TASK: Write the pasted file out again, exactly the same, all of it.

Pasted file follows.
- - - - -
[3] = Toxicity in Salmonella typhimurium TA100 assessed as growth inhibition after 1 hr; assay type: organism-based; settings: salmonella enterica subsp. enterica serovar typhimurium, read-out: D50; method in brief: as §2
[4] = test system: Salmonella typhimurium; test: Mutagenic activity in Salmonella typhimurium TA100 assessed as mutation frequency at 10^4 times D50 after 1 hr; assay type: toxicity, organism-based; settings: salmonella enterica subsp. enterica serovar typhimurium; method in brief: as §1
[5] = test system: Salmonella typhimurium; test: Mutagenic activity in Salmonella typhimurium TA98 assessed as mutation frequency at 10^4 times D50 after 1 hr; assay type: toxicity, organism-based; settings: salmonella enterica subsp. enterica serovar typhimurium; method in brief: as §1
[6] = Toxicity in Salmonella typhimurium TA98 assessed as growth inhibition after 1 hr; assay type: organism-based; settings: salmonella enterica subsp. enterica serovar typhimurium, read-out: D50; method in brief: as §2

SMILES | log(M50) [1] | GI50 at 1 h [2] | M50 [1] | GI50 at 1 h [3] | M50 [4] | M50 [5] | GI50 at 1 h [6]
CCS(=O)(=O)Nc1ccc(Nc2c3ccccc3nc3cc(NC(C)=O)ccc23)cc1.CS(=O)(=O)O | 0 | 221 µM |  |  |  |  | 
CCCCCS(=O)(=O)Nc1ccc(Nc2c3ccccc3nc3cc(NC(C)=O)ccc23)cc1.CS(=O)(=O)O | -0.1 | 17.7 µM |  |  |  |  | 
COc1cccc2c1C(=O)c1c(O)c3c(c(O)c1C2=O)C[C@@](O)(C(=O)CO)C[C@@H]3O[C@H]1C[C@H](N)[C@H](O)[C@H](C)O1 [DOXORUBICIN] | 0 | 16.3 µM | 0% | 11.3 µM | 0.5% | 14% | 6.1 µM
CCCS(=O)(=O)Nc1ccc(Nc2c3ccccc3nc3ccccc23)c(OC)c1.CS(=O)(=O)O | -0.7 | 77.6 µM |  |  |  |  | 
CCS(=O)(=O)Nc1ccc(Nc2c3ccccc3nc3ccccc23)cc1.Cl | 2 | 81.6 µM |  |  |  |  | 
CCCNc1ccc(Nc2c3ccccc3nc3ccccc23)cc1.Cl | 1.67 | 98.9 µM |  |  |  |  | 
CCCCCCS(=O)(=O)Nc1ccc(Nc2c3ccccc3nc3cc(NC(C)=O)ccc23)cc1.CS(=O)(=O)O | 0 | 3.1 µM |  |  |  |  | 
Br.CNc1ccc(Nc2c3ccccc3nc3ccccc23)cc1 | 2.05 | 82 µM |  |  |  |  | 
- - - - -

[3] = Toxicity in Salmonella typhimurium TA100 assessed as growth inhibition after 1 hr; assay type: organism-based; settings: salmonella enterica subsp. enterica serovar typhimurium, read-out: D50; method in brief: as §2
[4] = test system: Salmonella typhimurium; test: Mutagenic activity in Salmonella typhimurium TA100 assessed as mutation frequency at 10^4 times D50 after 1 hr; assay type: toxicity, organism-based; settings: salmonella enterica subsp. enterica serovar typhimurium; method in brief: as §1
[5] = test system: Salmonella typhimurium; test: Mutagenic activity in Salmonella typhimurium TA98 assessed as mutation frequency at 10^4 times D50 after 1 hr; assay type: toxicity, organism-based; settings: salmonella enterica subsp. enterica serovar typhimurium; method in brief: as §1
[6] = Toxicity in Salmonella typhimurium TA98 assessed as growth inhibition after 1 hr; assay type: organism-based; settings: salmonella enterica subsp. enterica serovar typhimurium, read-out: D50; method in brief: as §2

SMILES | log(M50) [1] | GI50 at 1 h [2] | M50 [1] | GI50 at 1 h [3] | M50 [4] | M50 [5] | GI50 at 1 h [6]
CCS(=O)(=O)Nc1ccc(Nc2c3ccccc3nc3cc(NC(C)=O)ccc23)cc1.CS(=O)(=O)O | 0 | 221 µM |  |  |  |  | 
CCCCCS(=O)(=O)Nc1ccc(Nc2c3ccccc3nc3cc(NC(C)=O)ccc23)cc1.CS(=O)(=O)O | -0.1 | 17.7 µM |  |  |  |  | 
COc1cccc2c1C(=O)c1c(O)c3c(c(O)c1C2=O)C[C@@](O)(C(=O)CO)C[C@@H]3O[C@H]1C[C@H](N)[C@H](O)[C@H](C)O1 [DOXORUBICIN] | 0 | 16.3 µM | 0% | 11.3 µM | 0.5% | 14% | 6.1 µM
CCCS(=O)(=O)Nc1ccc(Nc2c3ccccc3nc3ccccc23)c(OC)c1.CS(=O)(=O)O | -0.7 | 77.6 µM |  |  |  |  | 
CCS(=O)(=O)Nc1ccc(Nc2c3ccccc3nc3ccccc23)cc1.Cl | 2 | 81.6 µM |  |  |  |  | 
CCCNc1ccc(Nc2c3ccccc3nc3ccccc23)cc1.Cl | 1.67 | 98.9 µM |  |  |  |  | 
CCCCCCS(=O)(=O)Nc1ccc(Nc2c3ccccc3nc3cc(NC(C)=O)ccc23)cc1.CS(=O)(=O)O | 0 | 3.1 µM |  |  |  |  | 
Br.CNc1ccc(Nc2c3ccccc3nc3ccccc23)cc1 | 2.05 | 82 µM |  |  |  |  | 